Driven to Distraction

I just got out of my new car. As I switched off the engine, a message flashed up on the dash:

‘Remember your mobile phone.’

It’s as though my car knows me. As though it knows how many times a day I put down my phone somewhere which feels obvious at the time but fifteen minutes later is as elusive as a straight answer from Kellyanne Conway.

The first time I took it on a long drive, a coffee cup icon appeared. ‘Take a break!’ It shrieked.

My car cares about me.

This is a big change in my life.

My early experience of driving (once I’d finally passed my test) was pretty combative. For a start, we lived just off the M25 where the air pulsated with toxic fumes and road rage. I was drinking that in daily.

No wonder I failed my first test for speeding and driving too close to other vehicles – I hadn’t seen anything different.

Second, I had a really truculent, totally uncooperative car. My mum had won it in a competition.

I know. How improbable! You didn’t think that happened in real life. You’ve seen those grinning people in acrylic jumpers posing by their new Mercedes in adverts imploring you to buy a ticket…


You won’t win a Merc. You’ll win a Fiat Panda, like my mum did.

I’m sure there are lots of happy Fiat Panda drivers. Probably living in Italy where the warm weather helps with small things like the engine actually turning over. But this Fiat Panda (KAR792Y) was a poor ambassador for the motherland.

It was petulant, obstinate, suffered from the cold (anything below 10C) and was frankly a bit of a shirker. (I don’t know if these are the qualities of real life pandas but when you see them on the telly they don’t seem to want to move too far. Or too fast.)

But it had an engine and four wheels and all the other apparently crucial bits which make cars go, so it became my car.

We fought from the start.

I doubt any seventeen year old these days has ever had to jump start a car. It’s not a twenty first century thing. But my seventeen year old self could do it blindfold. I jump started that bloody thing in every county from the south coast to the Midlands. It got so that I kept my jump leads in my handbag.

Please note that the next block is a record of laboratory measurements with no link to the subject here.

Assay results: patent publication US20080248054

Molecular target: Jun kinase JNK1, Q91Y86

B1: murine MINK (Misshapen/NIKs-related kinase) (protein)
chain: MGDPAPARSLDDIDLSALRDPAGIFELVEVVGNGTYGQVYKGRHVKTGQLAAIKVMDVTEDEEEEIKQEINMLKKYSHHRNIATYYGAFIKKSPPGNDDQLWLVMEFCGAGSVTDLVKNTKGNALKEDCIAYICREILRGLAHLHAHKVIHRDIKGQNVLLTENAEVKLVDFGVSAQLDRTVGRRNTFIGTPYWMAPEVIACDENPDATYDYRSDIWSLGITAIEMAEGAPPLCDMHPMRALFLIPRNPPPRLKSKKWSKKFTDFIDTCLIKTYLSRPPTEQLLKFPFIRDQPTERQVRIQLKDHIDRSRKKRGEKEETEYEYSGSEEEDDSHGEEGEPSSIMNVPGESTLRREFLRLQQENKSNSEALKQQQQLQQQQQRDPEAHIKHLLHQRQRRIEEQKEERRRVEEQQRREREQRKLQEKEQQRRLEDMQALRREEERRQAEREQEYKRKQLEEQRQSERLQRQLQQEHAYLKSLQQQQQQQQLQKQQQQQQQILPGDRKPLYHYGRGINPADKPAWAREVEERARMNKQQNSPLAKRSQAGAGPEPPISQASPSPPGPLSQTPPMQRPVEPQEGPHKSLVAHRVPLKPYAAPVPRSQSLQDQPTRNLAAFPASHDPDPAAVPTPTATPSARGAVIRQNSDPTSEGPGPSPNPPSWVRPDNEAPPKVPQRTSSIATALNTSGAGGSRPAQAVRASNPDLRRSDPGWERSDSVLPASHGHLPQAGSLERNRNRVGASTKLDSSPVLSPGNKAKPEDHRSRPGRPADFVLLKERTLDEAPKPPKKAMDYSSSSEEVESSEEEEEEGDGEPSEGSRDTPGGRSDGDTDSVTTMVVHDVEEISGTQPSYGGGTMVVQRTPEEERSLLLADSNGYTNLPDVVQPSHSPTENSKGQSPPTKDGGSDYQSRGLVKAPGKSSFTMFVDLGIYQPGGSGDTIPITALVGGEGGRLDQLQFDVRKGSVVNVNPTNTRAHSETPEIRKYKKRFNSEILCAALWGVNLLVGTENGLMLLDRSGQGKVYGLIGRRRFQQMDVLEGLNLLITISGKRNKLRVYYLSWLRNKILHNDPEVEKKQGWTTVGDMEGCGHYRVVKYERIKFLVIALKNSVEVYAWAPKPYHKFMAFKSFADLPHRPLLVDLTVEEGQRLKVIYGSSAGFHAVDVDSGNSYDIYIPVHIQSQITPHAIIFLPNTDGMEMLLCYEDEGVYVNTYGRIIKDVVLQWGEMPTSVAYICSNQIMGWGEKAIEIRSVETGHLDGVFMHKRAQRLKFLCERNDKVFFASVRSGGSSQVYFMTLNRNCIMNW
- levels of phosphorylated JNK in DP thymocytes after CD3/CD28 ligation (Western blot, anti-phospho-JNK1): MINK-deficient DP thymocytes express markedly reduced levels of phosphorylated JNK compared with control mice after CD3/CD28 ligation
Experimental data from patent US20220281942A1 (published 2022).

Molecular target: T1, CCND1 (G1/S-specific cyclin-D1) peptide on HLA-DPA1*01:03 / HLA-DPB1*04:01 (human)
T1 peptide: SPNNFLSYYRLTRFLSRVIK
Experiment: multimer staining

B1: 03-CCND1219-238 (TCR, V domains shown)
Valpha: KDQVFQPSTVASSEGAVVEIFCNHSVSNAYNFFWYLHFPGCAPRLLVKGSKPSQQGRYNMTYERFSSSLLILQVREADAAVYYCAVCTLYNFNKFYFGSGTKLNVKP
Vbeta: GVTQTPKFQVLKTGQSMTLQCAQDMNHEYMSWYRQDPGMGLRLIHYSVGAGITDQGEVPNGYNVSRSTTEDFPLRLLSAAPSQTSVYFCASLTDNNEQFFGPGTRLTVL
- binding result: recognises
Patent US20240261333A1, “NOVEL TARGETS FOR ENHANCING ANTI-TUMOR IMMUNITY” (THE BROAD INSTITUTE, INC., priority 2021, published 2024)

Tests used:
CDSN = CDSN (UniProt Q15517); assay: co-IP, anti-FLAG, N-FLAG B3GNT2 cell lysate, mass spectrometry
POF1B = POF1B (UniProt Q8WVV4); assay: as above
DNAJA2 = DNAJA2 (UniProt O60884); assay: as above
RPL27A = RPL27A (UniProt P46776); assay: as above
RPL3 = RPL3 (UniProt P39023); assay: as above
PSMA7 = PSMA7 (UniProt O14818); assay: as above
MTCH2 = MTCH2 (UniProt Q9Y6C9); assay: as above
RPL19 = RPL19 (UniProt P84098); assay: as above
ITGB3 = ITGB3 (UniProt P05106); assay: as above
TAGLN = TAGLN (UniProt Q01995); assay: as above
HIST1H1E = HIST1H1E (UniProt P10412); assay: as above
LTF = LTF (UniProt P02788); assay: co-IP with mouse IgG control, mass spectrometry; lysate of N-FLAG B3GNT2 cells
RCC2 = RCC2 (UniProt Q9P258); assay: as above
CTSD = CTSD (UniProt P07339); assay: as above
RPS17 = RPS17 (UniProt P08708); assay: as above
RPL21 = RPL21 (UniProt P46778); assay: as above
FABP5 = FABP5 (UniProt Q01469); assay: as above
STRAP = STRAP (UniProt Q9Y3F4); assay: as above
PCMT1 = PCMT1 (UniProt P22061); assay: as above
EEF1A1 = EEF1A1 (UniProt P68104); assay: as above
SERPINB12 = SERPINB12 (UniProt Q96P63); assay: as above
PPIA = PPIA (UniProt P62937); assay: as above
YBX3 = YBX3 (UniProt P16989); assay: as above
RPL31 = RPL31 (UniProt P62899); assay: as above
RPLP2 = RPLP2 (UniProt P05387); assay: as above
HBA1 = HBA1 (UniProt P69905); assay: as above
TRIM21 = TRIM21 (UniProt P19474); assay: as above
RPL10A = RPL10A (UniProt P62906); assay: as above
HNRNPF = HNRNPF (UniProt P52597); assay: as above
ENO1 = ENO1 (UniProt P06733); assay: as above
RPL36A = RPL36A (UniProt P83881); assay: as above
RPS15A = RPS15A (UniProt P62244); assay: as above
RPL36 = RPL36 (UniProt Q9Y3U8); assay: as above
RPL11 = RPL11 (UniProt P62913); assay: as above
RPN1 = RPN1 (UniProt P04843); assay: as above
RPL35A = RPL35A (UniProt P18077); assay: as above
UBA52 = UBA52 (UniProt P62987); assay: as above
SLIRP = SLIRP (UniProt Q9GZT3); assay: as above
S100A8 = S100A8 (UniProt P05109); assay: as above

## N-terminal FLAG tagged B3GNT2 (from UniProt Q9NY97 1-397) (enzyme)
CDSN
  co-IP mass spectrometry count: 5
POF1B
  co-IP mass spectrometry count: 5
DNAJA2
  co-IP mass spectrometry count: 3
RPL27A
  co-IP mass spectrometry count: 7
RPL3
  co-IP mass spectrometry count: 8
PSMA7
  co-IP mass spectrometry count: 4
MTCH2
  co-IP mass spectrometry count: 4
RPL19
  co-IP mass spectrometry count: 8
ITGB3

The car got canny. It started flatly refusing to go mid journey.

On one trip back to university, my Panda broke down five times on the M1. I met five different AA men. Their call centre must have thought I had a thing for men in high vis.

Thing was, I wasn’t even a member of the AA.

I came to detest the car. The only thing it had going for it was the back seat. It folded down providing a not entirely uncomfortable platform for the sort of urgent sex which will overtake one from time to time.

If only the car had responded to my hormones in a similar manner. We could have gone all the way together!

It had to go. The final straw was a taller boyfriend. It was time for an estate.

I’ve had a few cars since then. Largely utilitarian affairs with very few extras. I’d get excited if there were automatic windows and free mats.

Now I’ve reached Executive Youth I finally understand the attraction of a decent vehicle. The term ‘ergonomic design’ has become meaningful – just ask anyone who suffers with a bulging disc or sciatica. I do thirty thousand miles a year. I need a car I actually want to drive.

Something I used to consider vain and show-offy I now think entirely reasonable and, if I’m truthful, a bit sexy. Especially if it involves leather upholstery.

I think this is how you know you’re successful.

It’s nothing to do with qualifications, promotions or Twitter followers; it’s completely down to leather interiors. They speak of luxury and wipe-clean moments. 

I’m still a little way from a leather interior but I have now gone automatic.

Why did no one tell me about automatics before?

Isn’t life depressing enough without you have to depress a clutch as well?

My new car is German. I call it Dirk Technic. Dirk is strong and well built. He makes quick progress and just keeps going and going. Dirk makes me feel safe. He takes over with his fabulous Adaptive Cruise Control and his speed limiter. He knows what I need. He’s programmed for my welfare.

If I had my time again, I’d probably marry Dirk.

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  1. I don’t drive but I understand where you’re coming from. Enjoy your new car and it’s comfort. P.S. Miss hearing you on the radio.

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